Dietary changes could do a world of good to the environment.
More fruits and veggies, less milk and meat. Good for you and the climate. We’ve all heard that, but what’s next? Next comes the question of whether we can actually do it. The answer, sadly, is “not really.”
And it’s not only about your lifestyle. It’s also about how the global food system that we all share. According to new research published in PLOS ONE, if we go on with the current trajectory, in 2050 we simply won’t be producing enough fruits and veggies to fulfill the nutritional needs of humans around the planet.
Led by a research team from the University of Guelph in Canada, the study compared how recommended diets matched up with the amounts of food we’ll be producing by 2050 to feed 9.8 billion people, who will then likely inhabit the planet. It’ll be fine if we measure calories in themselves. Yet when we look into the type of food those calories will come from, the picture becomes far less encouraging.
A healthy and balanced diet for all people might become a distant dream in just a matter of decades, with way too much sugar, fat, and grains, and not nearly enough veggies and fruits, say researchers. Already we’re already out of balance with just one-third of the recommended fruits and vegetables available globally. Meanwhile, 150% of the required grain consumption is available, not to mention a three-fold excess in fat production.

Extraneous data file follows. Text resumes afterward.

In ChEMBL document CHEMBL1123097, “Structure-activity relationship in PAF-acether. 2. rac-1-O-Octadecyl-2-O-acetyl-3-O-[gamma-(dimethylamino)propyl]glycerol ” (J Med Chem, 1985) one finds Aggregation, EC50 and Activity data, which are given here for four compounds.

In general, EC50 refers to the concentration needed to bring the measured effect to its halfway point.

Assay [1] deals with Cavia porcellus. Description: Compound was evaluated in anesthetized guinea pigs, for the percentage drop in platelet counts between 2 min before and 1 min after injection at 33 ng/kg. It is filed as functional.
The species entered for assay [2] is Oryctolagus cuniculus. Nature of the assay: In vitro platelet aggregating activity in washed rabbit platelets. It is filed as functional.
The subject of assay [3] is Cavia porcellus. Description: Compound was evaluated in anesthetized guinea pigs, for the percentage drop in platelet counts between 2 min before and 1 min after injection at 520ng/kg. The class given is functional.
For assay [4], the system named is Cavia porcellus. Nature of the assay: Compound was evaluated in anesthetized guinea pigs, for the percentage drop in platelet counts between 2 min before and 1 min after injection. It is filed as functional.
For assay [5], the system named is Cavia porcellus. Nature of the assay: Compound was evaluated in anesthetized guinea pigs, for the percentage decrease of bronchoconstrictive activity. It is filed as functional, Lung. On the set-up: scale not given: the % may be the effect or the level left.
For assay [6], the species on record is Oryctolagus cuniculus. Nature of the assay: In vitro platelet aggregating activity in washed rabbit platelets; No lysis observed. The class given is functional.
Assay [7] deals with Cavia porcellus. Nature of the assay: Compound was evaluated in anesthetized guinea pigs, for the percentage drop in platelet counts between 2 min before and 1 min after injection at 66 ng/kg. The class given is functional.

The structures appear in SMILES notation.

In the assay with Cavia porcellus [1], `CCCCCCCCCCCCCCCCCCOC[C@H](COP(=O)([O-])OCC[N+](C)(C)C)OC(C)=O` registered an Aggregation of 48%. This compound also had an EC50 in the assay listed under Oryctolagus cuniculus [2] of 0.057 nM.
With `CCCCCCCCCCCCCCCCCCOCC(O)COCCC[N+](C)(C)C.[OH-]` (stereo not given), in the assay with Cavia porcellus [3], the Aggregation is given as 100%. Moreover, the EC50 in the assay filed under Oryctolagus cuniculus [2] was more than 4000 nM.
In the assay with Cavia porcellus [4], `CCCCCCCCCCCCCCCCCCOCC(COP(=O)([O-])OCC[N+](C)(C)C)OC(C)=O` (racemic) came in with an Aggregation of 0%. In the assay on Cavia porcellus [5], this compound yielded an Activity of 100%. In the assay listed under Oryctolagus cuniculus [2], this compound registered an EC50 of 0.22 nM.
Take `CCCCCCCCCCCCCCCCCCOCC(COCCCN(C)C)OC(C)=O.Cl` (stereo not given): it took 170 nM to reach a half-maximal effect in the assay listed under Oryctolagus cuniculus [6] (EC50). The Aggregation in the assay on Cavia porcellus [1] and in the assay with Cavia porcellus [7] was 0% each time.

To fix this, we will need both people and governments to act. Social preferences should send clear signals to the market, while government choices should also signal to the food business that fruits and veggies are to be emphasized. We’d also need to tackle nutritional guidelines as such by decreasing the number of recommended animal proteins and replacing them by equally good plant-based ones. Also, algae, insects and other nontraditional foods should be incorporated into our diets.
Yet such a transition will be worth it: around 51 million hectares of land (the area of Spain) will become available for other species to thrive on with little human interference. The change would also lead to a decrease of 12% in carbon emissions related to food production by 2050 from the current level, compared to a possible 40% increase if we carry on with current diets.
The massive amounts of food waste will be another critical challenge to tackle. Doing so could free up an additional 100 million hectares for purposes other than the production of food then wasted.